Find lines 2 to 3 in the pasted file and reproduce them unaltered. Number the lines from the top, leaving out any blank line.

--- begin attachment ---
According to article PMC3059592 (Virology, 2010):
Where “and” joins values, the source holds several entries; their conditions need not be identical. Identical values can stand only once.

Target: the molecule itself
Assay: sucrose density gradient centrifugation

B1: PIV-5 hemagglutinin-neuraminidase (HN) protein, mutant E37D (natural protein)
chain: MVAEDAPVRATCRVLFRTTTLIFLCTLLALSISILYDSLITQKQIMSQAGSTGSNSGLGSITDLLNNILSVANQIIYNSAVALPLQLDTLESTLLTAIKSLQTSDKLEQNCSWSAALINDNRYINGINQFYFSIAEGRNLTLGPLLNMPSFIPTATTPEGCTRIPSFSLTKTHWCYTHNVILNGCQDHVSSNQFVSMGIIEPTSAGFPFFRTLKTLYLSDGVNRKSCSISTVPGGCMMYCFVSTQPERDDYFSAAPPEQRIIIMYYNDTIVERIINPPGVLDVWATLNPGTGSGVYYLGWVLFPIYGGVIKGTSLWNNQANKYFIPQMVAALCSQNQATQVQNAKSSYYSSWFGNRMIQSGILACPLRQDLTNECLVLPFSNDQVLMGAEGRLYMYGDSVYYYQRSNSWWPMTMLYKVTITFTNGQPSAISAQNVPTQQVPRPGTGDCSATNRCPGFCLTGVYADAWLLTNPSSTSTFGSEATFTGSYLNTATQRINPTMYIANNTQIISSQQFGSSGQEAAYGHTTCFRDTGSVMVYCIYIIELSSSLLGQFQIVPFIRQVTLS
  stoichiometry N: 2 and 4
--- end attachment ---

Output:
Where “and” joins values, the source holds several entries; their conditions need not be identical. Identical values can stand only once.

Target: the molecule itself